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Beaconsfield Terraces Historic District
BrooklineMA BeaconsfieldTerracesHD.jpg
Beaconsfield Terraces Historic District is located in Massachusetts
Beaconsfield Terraces Historic District
Location in Massachusetts
Beaconsfield Terraces Historic District is located in the United States
Beaconsfield Terraces Historic District
Location in the United States
Location 11–25, 33–43, and 44–55 Garrison Rd. and 316–326, 332–344, and 350–366 Tappan St., Brookline, Massachusetts
Area 6 acres (2.4 ha)
Architect Fehmer & Page
Architectural style Colonial Revival, Renaissance, Chateauesque, Flemish
MPS Brookline MRA
NRHP reference No. 85003248
Added to NRHP October 17, 1985

The Beaconsfield Terraces Historic District is a residential historic district at 11–25, 33–43, and 44–55 Garrison Rd. and 316–326, 332–344, and 350–366 Tappan Street in Brookline, Massachusetts. It encompasses a collection of architecturally distinctive row houses that were built between 1889 and 1892 by a single developer, and represent a unique early success in condominium ownership. The district was listed on the National Register of Historic Places in 1985.

Description and history

The Beaconsfield Terraces are roughly centered on the junction of Tappan Street and Garrison Road, a short way west of Brookline's Washington Square. Three of the six buildings line the west side of Tappan Street, while the other three line the north side of Garrison Road. A seventh building, not included in this historic district, fronts on Beacon Street, and is included in the Beacon Street Historic District. The oldest of the buildings, 350–366 Tappan, was built in 1889 out of yellow brick and stone, and has Chateauesque styling, a style used in four of the six buildings. These buildings feature steeply-pitched roofs, round-arch entranceways, corbelled brickwork decoration, gabled wall dormers, and polygonal window bays. One building has a distinctively Flemish character, with buttressed wall gables, and limestone pinnacles. The last two buildings are Georgian Revival, with red brick exterior and entrance porticoes with Corinthian columns.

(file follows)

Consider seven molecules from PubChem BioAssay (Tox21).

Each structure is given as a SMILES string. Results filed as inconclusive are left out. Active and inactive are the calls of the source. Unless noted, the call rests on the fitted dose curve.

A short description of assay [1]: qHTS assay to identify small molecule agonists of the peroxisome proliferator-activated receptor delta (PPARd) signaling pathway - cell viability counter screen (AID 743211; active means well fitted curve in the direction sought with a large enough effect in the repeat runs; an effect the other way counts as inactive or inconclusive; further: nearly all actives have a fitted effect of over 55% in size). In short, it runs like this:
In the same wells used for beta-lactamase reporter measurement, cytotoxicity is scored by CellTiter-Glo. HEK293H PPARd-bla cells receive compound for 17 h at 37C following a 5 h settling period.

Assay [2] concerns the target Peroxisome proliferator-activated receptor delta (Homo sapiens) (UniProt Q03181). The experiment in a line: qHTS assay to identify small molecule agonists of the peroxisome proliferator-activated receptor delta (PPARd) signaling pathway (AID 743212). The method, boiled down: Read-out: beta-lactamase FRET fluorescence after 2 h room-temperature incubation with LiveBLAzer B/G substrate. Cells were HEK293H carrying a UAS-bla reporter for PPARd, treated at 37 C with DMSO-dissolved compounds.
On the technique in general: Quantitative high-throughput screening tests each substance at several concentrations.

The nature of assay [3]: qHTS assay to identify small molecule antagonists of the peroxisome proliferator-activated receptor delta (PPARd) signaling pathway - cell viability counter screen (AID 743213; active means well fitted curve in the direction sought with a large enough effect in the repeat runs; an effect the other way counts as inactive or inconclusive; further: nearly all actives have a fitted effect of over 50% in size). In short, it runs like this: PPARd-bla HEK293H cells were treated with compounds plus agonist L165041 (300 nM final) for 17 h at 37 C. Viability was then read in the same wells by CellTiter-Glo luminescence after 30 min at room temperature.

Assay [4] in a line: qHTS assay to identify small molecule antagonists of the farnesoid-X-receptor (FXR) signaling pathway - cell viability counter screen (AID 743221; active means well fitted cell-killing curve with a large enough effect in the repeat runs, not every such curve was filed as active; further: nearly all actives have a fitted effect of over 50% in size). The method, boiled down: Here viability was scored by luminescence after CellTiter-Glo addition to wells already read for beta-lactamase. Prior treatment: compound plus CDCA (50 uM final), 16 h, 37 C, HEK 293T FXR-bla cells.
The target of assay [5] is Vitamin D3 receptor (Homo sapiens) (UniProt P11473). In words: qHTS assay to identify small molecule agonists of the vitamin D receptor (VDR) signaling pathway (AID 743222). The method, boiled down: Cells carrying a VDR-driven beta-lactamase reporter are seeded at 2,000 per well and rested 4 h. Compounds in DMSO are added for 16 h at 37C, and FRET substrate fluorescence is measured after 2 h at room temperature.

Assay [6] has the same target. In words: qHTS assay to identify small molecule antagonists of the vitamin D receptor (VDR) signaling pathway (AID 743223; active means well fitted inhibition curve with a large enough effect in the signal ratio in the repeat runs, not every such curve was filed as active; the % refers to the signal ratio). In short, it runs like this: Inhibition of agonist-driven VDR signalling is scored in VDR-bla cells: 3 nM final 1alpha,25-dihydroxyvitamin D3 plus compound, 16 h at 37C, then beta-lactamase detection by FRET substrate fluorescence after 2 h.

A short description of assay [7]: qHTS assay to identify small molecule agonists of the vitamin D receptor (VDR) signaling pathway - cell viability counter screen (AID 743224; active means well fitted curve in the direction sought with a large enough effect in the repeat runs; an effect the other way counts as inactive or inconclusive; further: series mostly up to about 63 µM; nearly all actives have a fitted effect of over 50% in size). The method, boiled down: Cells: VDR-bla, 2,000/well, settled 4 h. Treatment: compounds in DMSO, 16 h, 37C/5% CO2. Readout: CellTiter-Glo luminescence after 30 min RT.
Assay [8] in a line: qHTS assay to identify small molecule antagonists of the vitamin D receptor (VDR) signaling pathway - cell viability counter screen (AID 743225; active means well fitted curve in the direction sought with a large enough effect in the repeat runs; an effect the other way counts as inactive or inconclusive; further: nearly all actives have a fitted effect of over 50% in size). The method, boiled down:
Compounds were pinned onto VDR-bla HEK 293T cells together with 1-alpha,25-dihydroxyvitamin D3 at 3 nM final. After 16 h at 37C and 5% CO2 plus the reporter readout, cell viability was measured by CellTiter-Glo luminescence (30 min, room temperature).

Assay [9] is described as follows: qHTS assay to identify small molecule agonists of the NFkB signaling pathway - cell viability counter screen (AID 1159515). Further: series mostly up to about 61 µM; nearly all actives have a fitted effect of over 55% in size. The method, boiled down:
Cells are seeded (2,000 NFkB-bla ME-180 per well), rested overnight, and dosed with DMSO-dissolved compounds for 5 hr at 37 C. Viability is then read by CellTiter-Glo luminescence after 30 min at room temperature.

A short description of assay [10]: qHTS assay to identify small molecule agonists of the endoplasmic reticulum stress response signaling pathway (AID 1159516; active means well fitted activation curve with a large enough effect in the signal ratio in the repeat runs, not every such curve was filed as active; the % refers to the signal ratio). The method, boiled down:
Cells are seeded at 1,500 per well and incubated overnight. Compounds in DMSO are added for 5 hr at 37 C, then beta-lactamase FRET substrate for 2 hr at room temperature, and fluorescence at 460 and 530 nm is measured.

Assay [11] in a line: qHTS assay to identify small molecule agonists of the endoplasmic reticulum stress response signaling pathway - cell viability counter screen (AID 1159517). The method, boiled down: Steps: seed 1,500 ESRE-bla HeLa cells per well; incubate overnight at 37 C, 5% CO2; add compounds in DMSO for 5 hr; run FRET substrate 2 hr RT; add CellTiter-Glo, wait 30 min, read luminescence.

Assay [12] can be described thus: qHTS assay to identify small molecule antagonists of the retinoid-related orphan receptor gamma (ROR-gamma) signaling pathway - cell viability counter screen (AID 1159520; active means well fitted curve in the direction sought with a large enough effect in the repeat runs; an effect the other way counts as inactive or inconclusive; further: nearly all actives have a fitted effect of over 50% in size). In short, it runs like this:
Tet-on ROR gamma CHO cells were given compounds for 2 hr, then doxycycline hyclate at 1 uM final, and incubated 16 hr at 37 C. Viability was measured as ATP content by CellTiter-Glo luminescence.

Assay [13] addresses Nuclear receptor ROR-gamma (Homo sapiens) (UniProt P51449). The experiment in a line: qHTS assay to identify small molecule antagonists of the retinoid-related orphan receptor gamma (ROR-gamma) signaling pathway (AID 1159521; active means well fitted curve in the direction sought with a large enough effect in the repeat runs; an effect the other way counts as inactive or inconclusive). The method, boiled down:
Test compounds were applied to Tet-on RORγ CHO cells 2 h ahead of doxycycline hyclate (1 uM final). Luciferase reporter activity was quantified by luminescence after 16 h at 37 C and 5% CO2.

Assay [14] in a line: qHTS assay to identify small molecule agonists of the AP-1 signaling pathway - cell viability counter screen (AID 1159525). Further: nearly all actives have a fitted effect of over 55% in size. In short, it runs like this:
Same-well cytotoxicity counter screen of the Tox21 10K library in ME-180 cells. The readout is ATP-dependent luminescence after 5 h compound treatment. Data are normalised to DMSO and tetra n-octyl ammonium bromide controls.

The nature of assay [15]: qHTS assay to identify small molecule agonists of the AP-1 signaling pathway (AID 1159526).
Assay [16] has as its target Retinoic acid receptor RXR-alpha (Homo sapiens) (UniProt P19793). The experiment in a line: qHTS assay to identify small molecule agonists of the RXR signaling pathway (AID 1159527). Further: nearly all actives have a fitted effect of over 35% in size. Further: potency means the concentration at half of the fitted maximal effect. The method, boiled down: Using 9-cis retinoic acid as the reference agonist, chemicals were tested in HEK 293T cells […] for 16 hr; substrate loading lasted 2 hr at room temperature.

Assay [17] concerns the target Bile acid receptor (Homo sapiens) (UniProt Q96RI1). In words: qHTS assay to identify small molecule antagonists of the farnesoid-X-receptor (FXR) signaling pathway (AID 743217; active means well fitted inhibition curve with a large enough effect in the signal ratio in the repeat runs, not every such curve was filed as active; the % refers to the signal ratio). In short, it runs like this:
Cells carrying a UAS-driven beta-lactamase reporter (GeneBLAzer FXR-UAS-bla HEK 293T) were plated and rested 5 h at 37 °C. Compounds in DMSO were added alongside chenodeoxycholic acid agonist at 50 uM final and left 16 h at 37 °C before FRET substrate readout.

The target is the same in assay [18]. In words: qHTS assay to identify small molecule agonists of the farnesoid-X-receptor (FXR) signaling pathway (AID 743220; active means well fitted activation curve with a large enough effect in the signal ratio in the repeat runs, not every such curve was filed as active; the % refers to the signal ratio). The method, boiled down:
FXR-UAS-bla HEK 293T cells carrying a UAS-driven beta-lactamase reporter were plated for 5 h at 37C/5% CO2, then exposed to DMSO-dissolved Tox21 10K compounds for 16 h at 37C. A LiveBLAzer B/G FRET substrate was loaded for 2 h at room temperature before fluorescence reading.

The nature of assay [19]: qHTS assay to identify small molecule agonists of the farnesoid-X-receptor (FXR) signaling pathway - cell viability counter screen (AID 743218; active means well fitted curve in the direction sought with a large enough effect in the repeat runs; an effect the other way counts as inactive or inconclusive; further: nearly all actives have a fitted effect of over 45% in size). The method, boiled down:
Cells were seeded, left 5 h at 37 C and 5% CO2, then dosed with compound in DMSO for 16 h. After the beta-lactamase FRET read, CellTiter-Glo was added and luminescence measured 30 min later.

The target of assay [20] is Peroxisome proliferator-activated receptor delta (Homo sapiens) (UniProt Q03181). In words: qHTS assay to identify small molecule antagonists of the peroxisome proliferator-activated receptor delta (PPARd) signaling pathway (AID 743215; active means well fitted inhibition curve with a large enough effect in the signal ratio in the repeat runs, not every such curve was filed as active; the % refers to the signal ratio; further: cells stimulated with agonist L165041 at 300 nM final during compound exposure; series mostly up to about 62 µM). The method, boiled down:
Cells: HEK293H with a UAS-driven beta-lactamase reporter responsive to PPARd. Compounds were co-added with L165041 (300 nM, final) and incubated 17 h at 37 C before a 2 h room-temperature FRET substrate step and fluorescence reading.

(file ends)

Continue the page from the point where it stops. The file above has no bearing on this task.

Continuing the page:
The Terraces were designed by the Boston architectural firm of Fehmer and Page for the developer, Eugene Knapp, who had seen developments involving condominium ownership in England, and sought to recreate them here. He purchased land from the Henry Whitney (the principal developer of Beacon Street, and oversaw this development, which included (in addition to the row houses), a park, stables, casino (playhouse), and playground. Of his original development, only the row houses survive, the remaining land having been redeveloped into other uses. The development was an immediate success, attracting some high-profile residents, including William Shreve of Shreve, Crump & Low. Knapp was financially overextended by the development, and eventually sold his interest back to Whitney.

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